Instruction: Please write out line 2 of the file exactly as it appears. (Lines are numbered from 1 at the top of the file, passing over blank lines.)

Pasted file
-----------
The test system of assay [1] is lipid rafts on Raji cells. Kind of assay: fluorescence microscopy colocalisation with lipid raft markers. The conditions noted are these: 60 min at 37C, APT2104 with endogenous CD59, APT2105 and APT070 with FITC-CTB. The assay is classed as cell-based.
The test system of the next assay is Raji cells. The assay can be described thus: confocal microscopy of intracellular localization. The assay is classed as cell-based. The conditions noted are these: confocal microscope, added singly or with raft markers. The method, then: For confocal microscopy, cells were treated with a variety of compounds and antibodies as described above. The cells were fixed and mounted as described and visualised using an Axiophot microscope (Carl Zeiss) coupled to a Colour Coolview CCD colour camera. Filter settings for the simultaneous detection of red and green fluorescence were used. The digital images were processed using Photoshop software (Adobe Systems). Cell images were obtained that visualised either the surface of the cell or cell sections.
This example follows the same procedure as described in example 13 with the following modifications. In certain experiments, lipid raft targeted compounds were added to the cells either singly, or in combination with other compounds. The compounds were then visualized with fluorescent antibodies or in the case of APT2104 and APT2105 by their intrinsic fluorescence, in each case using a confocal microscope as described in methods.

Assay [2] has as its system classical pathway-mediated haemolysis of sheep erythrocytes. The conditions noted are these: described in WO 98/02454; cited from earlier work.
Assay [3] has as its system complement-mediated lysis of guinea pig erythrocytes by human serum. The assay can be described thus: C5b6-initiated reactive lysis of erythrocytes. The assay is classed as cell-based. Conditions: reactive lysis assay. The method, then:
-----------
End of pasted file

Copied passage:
The test system of the next assay is Raji cells. The assay can be described thus: confocal microscopy of intracellular localization. The assay is classed as cell-based. The conditions noted are these: confocal microscope, added singly or with raft markers. The method, then: For confocal microscopy, cells were treated with a variety of compounds and antibodies as described above. The cells were fixed and mounted as described and visualised using an Axiophot microscope (Carl Zeiss) coupled to a Colour Coolview CCD colour camera. Filter settings for the simultaneous detection of red and green fluorescence were used. The digital images were processed using Photoshop software (Adobe Systems). Cell images were obtained that visualised either the surface of the cell or cell sections.